July 17 Marks the Inaugural Glioblastoma Awareness Day in the United States

Today is Glioblastoma Awareness Day, a recognition established for July 17, 2019 by an official resolution that was approved by the United States Senate. The resolution (S.Res. 245) creates a unique opportunity to focus the nation’s attention on glioblastoma (GBM).

Glioblastoma Awareness Day is an opportunity to honor those that have been affected and take action to defeat these devastating tumors.

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Children's Cause Webinar Provides Mid-Year Advocacy Update

Children’s Cause hosted a webinar in late June to provide childhood cancer advocates with an advocacy update, now that the 116th Congress has been in session for six months. The webinar covered where things stand with various pieces of legislation that could impact children with cancer and childhood cancer survivors, including research funding, implementation of the STAR Act and ACE Kids Act, progress of the CLINICAL TREATMENT Act, and a survivorship initiative in the works that focuses on transitions of care. On the latter issue, our webinar covered Passport for Care as a model program that has demonstrated success in the area of transitioning from active treatment to long-term survivorship care.

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Formal Report Issued to FDA on Chemo-Induced Hearing Loss in Pediatrics

As one of the co-hosts of last fall's workshop on chemotherapy-induced hearing loss in pediatrics, the Children's Cause is proud to share the formal Voice of the Patient report submitted to the FDA last week.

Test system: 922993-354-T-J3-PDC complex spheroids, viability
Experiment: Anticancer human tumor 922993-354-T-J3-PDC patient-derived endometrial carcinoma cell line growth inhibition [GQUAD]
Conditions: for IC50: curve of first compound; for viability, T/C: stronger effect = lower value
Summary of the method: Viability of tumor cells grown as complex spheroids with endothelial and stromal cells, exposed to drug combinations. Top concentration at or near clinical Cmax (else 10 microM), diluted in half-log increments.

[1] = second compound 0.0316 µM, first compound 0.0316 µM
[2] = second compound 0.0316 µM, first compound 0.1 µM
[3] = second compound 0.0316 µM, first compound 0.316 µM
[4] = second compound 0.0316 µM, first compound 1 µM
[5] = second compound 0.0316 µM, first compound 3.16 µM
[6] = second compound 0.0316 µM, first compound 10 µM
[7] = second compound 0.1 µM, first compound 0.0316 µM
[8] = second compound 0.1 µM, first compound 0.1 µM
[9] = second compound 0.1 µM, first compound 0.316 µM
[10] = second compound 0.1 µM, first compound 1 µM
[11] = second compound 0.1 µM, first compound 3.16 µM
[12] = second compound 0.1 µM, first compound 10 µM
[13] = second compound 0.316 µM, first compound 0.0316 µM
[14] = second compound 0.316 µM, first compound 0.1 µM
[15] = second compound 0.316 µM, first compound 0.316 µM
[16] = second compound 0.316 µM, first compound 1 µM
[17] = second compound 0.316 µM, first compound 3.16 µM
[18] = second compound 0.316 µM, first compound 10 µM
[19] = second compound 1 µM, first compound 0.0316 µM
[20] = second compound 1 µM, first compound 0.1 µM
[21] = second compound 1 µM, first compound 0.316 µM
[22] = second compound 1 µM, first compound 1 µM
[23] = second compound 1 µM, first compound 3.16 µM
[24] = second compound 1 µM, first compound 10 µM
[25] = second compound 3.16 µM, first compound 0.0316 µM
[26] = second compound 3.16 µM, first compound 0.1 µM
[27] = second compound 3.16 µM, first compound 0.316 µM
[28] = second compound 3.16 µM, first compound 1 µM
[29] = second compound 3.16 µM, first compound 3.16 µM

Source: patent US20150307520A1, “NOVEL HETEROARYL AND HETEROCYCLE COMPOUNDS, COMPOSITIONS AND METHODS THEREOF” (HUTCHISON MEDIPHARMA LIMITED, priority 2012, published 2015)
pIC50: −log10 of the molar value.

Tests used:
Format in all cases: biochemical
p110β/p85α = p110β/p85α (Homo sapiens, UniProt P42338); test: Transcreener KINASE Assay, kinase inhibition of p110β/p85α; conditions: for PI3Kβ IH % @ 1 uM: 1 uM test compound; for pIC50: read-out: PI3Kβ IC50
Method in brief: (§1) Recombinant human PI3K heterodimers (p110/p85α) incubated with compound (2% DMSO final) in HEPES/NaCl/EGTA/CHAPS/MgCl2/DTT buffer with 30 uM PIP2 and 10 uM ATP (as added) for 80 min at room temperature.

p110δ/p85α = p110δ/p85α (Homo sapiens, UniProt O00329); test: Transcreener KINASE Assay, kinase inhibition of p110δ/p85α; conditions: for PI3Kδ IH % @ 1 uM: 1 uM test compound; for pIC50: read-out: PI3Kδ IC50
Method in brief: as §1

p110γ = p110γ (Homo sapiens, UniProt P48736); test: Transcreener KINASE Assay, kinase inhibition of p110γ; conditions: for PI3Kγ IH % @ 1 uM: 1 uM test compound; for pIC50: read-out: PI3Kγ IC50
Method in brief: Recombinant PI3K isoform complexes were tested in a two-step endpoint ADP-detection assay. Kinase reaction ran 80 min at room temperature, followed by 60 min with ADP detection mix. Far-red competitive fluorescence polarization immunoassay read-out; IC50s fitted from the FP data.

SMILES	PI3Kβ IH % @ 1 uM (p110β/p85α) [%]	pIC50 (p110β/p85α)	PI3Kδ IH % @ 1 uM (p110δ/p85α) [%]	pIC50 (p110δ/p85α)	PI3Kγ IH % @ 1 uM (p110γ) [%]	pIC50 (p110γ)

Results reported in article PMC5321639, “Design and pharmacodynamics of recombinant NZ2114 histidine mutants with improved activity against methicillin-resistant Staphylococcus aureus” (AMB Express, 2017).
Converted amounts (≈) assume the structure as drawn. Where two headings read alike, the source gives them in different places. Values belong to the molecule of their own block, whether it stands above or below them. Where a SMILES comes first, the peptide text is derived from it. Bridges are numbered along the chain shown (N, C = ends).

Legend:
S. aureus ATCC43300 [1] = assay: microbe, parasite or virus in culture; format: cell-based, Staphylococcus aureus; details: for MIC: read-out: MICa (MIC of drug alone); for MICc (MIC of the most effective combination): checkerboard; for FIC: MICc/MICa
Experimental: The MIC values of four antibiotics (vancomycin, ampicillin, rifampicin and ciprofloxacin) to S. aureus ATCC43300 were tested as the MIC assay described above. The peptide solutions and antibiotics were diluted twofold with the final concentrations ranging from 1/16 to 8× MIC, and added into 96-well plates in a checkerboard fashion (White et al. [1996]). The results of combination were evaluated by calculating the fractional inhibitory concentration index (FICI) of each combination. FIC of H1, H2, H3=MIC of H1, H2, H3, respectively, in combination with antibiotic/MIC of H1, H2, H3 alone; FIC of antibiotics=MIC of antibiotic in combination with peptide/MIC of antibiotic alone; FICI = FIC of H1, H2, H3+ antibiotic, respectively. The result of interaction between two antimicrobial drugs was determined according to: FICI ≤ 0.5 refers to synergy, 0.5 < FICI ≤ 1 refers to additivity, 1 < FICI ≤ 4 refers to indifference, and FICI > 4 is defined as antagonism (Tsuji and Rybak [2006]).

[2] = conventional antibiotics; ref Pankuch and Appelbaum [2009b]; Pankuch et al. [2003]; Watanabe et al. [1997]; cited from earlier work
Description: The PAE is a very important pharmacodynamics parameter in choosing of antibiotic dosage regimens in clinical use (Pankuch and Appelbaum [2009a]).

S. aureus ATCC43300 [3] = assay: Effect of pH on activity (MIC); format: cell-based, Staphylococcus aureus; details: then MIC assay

The formal report provides the FDA with patient perspectives to inform their regulatory decision-making and improve the drug development process. It is our hope that this report will be used to guide approvals of much-needed therapies to prevent - and ultimately treat - chemotherapy-induced hearing loss in survivors of childhood cancer.

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Your Role in Childhood Cancer Research Funding

As advocates in the childhood cancer community know all too well, funding for research is largely dependent on federal funding from the National Cancer Institute (NCI), which supports academic researchers and much of the clinical trials infrastructure that treats and cares for our kids. 
 
The amount that NCI is able to devote to those programs – and other cancer programs -  is, in turn, dependent on what Congress determines in its annual appropriations process. And much of that is determined by how hard advocates - like you – push their members of Congress to make it a priority.

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